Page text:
The purpose of this study was to investigate views toward physician-assisted suicide (PAS) as patient illness (terminal, not terminal), patient mental health (depressed, not depressed) and physician background (preoccupied, not preoccupied with death) are varied. Participants (N = 211) read a newspaper article and trial summary involving a PAS then gave their impressions of the patient, physician and PAS. Patient mental health did not affect decisions, but the preoccupied physician's testimony was seen as less believable (intent was seen as patient death, not an end of pain and suffering), and he was more likely to be seen as guilty than the non-preoccupied physician (reflected by both verdict and guilt level ratings). The terminal patient was seen as suffering more, wanting suicide more, and making a more rational decision to die than the non-terminal patient. Results are discussed in light of recent legal activity involving PAS.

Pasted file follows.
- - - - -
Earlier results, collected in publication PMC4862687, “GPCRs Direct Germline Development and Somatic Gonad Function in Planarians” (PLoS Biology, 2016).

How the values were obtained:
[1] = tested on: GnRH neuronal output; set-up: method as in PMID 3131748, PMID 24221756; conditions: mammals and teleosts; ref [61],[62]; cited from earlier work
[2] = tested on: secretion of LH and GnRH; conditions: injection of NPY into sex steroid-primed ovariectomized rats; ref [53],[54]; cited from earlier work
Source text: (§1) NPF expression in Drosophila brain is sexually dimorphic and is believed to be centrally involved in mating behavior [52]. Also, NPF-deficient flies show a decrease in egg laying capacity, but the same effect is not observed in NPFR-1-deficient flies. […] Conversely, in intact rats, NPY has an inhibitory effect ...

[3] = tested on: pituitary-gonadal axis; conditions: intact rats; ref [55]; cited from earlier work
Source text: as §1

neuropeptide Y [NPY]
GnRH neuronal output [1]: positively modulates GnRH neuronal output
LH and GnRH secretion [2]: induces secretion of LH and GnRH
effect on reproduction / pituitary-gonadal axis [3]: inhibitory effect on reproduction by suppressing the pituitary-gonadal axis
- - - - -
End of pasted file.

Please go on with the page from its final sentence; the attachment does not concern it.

|Original language||English (US)|
|Number of pages||26|
|Journal||Psychology, Crime and Law|
|Publication status||Published - 2001|
- Attitudes toward physician-assisted suicide
ASJC Scopus subject areas
- Pathology and Forensic Medicine